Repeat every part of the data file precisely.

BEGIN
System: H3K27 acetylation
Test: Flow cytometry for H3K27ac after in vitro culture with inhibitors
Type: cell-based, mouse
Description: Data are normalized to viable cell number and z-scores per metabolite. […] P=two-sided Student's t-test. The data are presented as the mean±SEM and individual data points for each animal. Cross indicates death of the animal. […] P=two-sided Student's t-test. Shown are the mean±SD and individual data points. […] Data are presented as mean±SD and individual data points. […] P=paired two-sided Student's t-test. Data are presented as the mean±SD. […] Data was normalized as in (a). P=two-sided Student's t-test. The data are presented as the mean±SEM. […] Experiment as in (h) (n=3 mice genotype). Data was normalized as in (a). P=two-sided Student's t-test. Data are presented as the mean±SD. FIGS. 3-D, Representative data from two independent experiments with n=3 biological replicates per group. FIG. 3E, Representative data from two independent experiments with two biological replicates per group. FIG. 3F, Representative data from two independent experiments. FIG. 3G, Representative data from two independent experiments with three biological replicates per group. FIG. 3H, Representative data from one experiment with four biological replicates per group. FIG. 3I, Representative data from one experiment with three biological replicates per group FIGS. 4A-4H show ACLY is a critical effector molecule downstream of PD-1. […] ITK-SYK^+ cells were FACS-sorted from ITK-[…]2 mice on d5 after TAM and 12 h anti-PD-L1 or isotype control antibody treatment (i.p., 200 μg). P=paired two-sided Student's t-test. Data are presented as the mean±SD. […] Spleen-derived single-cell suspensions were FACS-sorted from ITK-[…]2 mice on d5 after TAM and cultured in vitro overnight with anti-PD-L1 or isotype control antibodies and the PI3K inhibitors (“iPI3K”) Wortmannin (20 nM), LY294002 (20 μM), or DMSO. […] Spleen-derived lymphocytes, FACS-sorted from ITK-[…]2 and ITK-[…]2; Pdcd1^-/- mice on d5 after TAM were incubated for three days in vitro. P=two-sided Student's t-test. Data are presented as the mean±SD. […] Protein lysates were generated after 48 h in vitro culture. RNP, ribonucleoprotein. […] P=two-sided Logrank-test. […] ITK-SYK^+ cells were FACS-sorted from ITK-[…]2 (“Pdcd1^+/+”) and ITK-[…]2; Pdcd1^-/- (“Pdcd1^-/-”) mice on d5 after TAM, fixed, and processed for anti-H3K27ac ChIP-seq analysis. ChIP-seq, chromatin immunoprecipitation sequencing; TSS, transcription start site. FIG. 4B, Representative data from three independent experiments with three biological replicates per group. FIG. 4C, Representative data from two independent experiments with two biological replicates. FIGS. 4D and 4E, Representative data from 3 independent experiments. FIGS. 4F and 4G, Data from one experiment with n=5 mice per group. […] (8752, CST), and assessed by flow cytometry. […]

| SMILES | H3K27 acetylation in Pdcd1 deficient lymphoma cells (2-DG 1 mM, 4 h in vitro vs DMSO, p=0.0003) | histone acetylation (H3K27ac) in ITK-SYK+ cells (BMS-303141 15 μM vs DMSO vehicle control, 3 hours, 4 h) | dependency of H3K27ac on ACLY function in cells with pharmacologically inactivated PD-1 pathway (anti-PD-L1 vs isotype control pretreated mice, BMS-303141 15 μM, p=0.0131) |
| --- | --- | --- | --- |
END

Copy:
System: H3K27 acetylation
Test: Flow cytometry for H3K27ac after in vitro culture with inhibitors
Type: cell-based, mouse
Description: Data are normalized to viable cell number and z-scores per metabolite. […] P=two-sided Student's t-test. The data are presented as the mean±SEM and individual data points for each animal. Cross indicates death of the animal. […] P=two-sided Student's t-test. Shown are the mean±SD and individual data points. […] Data are presented as mean±SD and individual data points. […] P=paired two-sided Student's t-test. Data are presented as the mean±SD. […] Data was normalized as in (a). P=two-sided Student's t-test. The data are presented as the mean±SEM. […] Experiment as in (h) (n=3 mice genotype). Data was normalized as in (a). P=two-sided Student's t-test. Data are presented as the mean±SD. FIGS. 3-D, Representative data from two independent experiments with n=3 biological replicates per group. FIG. 3E, Representative data from two independent experiments with two biological replicates per group. FIG. 3F, Representative data from two independent experiments. FIG. 3G, Representative data from two independent experiments with three biological replicates per group. FIG. 3H, Representative data from one experiment with four biological replicates per group. FIG. 3I, Representative data from one experiment with three biological replicates per group FIGS. 4A-4H show ACLY is a critical effector molecule downstream of PD-1. […] ITK-SYK^+ cells were FACS-sorted from ITK-[…]2 mice on d5 after TAM and 12 h anti-PD-L1 or isotype control antibody treatment (i.p., 200 μg). P=paired two-sided Student's t-test. Data are presented as the mean±SD. […] Spleen-derived single-cell suspensions were FACS-sorted from ITK-[…]2 mice on d5 after TAM and cultured in vitro overnight with anti-PD-L1 or isotype control antibodies and the PI3K inhibitors (“iPI3K”) Wortmannin (20 nM), LY294002 (20 μM), or DMSO. […] Spleen-derived lymphocytes, FACS-sorted from ITK-[…]2 and ITK-[…]2; Pdcd1^-/- mice on d5 after TAM were incubated for three days in vitro. P=two-sided Student's t-test. Data are presented as the mean±SD. […] Protein lysates were generated after 48 h in vitro culture. RNP, ribonucleoprotein. […] P=two-sided Logrank-test. […] ITK-SYK^+ cells were FACS-sorted from ITK-[…]2 (“Pdcd1^+/+”) and ITK-[…]2; Pdcd1^-/- (“Pdcd1^-/-”) mice on d5 after TAM, fixed, and processed for anti-H3K27ac ChIP-seq analysis. ChIP-seq, chromatin immunoprecipitation sequencing; TSS, transcription start site. FIG. 4B, Representative data from three independent experiments with three biological replicates per group. FIG. 4C, Representative data from two independent experiments with two biological replicates. FIGS. 4D and 4E, Representative data from 3 independent experiments. FIGS. 4F and 4G, Data from one experiment with n=5 mice per group. […] (8752, CST), and assessed by flow cytometry. […]

| SMILES | H3K27 acetylation in Pdcd1 deficient lymphoma cells (2-DG 1 mM, 4 h in vitro vs DMSO, p=0.0003) | histone acetylation (H3K27ac) in ITK-SYK+ cells (BMS-303141 15 μM vs DMSO vehicle control, 3 hours, 4 h) | dependency of H3K27ac on ACLY function in cells with pharmacologically inactivated PD-1 pathway (anti-PD-L1 vs isotype control pretreated mice, BMS-303141 15 μM, p=0.0131) |
| --- | --- | --- | --- |